I must admit that due to all of the aforementioned factors, Coggin’s use/abuse of flash made me deaf to his visual language. I did not want to even listen to this podcast and eventually convinced myself to listen to it. I am glad I did, and now need to eat humble pie. This technical flaw is deliberate and he can explain it. I still believe his use of flash, which he attributed to the use of cannabis in his initial photography years and the association with the spotlight on stage, equates to someone identifying the author because he uses red ink. But it is his view on authorship and his eloquence to describe it that impressed me.

Whether one person writes stories for one-year-olds or a classic Novel. They’re still authors and both works of Art. As long as they share their vision. But would both be called masters in their craft?

In Coggins case, he is a master! A master of his own vision, his own identity, his own selection of assignments. He has a certain discipline to stay with his vision. As he would put it: “He has his sh*t together”. He knows and owns who he is. And people see it and take note. He gets assignments based on his viewpoint and aesthetics.

While listening to his podcast I reviewed his photographs and started seeing it with different eyes. I discovered a person with authenticity and an original and unique point of view on photography and in his photographs. Someone that can teach me many things in terms of storytelling. His theatre background taught him to see things that I don’t.

While I need to agree with both Coggin and Thatcher about the influence of higher education always comparing your work against masters, I have found great value in the master’s techniques. But I say this carefully, as it is has been proven that the ability to think out of the box is inversely proportionate to education. Our creative work is always influenced by the works we study.

Hermeneutics in Photography

The exercise made a connection in my mind with another discipline I learned in my theological studies, Hermeneutics. In Biblical interpretation, I was taught that context is everything. What I have discovered this week is that photography is exactly the same. You need to know the author (photographer), know what type of literature it is (genre), for whom it was written ( the intended viewer) and how they would interpret it ( how original viewers read and understood the picture), how the current audience interpret it (how the current audience view it). In his case, it made all the difference in how I interpreted his work.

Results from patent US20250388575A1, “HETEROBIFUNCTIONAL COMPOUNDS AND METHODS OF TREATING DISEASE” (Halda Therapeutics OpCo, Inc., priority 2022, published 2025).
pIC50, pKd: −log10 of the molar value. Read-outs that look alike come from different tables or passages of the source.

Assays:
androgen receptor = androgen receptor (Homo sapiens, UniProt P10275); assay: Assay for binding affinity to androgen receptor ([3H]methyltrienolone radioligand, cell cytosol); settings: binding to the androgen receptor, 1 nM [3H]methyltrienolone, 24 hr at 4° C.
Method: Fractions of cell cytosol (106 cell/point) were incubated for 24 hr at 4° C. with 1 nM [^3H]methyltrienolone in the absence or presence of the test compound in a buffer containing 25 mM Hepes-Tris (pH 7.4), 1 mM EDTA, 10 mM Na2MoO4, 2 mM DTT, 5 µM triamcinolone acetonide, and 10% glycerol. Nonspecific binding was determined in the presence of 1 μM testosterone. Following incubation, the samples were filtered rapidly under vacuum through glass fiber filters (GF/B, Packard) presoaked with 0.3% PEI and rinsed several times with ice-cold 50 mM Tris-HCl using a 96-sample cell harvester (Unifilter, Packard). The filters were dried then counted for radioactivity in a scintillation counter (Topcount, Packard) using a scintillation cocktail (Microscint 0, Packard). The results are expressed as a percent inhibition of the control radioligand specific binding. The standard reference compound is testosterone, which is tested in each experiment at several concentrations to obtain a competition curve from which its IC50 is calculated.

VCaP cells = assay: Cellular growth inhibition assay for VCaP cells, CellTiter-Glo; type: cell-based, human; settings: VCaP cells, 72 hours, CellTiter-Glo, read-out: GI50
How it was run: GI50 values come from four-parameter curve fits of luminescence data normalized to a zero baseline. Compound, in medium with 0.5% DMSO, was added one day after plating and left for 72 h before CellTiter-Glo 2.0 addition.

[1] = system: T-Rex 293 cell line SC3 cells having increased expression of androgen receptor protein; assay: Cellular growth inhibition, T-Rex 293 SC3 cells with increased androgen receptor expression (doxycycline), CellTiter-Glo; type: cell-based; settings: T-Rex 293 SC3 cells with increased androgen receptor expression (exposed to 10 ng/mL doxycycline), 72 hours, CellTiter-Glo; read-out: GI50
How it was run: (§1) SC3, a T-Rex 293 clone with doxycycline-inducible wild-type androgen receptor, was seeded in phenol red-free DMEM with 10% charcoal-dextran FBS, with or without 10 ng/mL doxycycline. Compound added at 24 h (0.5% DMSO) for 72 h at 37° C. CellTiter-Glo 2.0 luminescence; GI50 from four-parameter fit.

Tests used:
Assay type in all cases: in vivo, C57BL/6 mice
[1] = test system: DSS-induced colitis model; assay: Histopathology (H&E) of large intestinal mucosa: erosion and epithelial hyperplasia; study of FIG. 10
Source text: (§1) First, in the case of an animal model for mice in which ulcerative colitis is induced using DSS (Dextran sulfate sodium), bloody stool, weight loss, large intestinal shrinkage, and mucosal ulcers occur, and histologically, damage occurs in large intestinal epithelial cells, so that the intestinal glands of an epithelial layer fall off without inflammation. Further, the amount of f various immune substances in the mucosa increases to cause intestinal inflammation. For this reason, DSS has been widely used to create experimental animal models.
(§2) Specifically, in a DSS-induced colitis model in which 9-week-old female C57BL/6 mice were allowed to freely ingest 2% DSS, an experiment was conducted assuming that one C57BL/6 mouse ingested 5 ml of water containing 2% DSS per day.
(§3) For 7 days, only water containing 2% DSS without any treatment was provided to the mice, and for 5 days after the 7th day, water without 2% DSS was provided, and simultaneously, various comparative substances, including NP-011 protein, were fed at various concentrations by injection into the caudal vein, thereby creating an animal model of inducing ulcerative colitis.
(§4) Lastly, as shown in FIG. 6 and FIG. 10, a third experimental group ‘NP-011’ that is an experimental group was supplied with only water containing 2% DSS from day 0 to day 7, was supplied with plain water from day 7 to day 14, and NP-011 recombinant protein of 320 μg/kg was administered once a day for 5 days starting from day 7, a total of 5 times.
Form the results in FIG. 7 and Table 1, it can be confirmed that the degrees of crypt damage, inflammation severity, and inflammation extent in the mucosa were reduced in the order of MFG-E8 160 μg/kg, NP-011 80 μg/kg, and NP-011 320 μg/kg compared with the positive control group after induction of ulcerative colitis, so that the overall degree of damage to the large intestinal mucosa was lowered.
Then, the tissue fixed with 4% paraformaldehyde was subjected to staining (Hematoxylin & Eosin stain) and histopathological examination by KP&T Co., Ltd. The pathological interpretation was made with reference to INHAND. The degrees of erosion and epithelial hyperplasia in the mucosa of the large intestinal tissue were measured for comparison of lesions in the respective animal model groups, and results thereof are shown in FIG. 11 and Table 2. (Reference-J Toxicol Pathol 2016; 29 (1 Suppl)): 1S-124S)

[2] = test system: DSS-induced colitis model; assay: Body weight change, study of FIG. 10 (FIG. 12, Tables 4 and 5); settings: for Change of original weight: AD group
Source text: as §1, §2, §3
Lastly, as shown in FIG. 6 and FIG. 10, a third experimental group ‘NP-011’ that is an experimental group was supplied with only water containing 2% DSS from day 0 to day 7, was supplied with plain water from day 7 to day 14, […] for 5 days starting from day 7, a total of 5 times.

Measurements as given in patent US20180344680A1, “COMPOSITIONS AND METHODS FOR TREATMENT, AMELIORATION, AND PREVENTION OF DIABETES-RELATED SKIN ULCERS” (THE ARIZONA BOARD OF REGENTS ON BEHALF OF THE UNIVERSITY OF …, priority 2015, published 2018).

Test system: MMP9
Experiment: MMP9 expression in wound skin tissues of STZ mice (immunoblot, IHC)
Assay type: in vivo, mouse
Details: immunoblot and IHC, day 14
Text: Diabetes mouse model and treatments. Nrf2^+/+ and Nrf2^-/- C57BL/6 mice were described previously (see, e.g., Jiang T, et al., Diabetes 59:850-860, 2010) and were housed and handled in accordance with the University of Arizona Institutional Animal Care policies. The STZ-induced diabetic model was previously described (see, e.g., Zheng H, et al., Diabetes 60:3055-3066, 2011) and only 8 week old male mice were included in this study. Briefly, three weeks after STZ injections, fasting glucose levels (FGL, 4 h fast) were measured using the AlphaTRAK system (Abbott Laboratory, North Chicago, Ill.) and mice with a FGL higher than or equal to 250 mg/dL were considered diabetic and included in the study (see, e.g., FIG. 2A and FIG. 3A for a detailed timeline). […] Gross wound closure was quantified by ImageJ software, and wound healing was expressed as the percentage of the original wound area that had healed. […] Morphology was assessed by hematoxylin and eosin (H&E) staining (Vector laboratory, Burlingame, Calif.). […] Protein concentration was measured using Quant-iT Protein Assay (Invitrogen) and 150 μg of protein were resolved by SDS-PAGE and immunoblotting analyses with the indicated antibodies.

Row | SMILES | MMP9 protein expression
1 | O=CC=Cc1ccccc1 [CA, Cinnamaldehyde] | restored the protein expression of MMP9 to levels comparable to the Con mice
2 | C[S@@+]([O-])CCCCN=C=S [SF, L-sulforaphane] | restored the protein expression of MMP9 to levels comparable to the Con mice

In terms of authorship and the interpretation of the work, this makes a lot of sense. And I want to explore this hermeneutic approach with every future photographer’s work I look at and in future blogs. It’s not about me approving his work or make judgement calls whether it is good or not. He has his own story to tell and own. I must just seek to understand their work and see if I can learn something of value, photographic or even better about life.

Reference

Fletcher, G. (2019). Alexander Coggin – On Authorship. [podcast] The Messy Truth. Available at: https://podcasts.apple.com/gb/podcast/alexander-coggin-on-authorship/id1459128692?i=1000438147597 [Accessed 21 Oct. 2019].

Making Pictures. (2019). Alexander Coggin | Making Pictures. [online] Available at: https://making-pictures.com/artists/alexander-coggin/%5BAccessed 21 Oct. 2019].

Coggin, A. (2019). Alexander Coggin. [online] Alexandercoggin.com. Available at: http://alexandercoggin.com/ [Accessed 21 Oct. 2019].